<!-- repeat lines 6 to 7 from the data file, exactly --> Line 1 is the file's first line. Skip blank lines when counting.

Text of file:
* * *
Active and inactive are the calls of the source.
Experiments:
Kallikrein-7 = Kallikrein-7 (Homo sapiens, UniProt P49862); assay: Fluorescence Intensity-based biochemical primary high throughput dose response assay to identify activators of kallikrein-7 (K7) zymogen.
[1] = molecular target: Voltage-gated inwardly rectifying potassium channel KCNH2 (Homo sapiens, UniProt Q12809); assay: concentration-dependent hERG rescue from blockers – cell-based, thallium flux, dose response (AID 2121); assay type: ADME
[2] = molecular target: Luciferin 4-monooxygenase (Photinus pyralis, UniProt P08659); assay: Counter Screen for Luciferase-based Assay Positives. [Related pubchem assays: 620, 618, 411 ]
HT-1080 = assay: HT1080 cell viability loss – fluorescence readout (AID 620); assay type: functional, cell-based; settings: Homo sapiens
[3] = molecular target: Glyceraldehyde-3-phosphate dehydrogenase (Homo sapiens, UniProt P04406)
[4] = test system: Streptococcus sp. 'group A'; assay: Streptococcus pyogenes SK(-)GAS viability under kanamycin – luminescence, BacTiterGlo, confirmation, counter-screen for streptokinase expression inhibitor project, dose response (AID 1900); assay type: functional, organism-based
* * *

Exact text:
HT-1080 = assay: HT1080 cell viability loss – fluorescence readout (AID 620); assay type: functional, cell-based; settings: Homo sapiens
[3] = molecular target: Glyceraldehyde-3-phosphate dehydrogenase (Homo sapiens, UniProt P04406)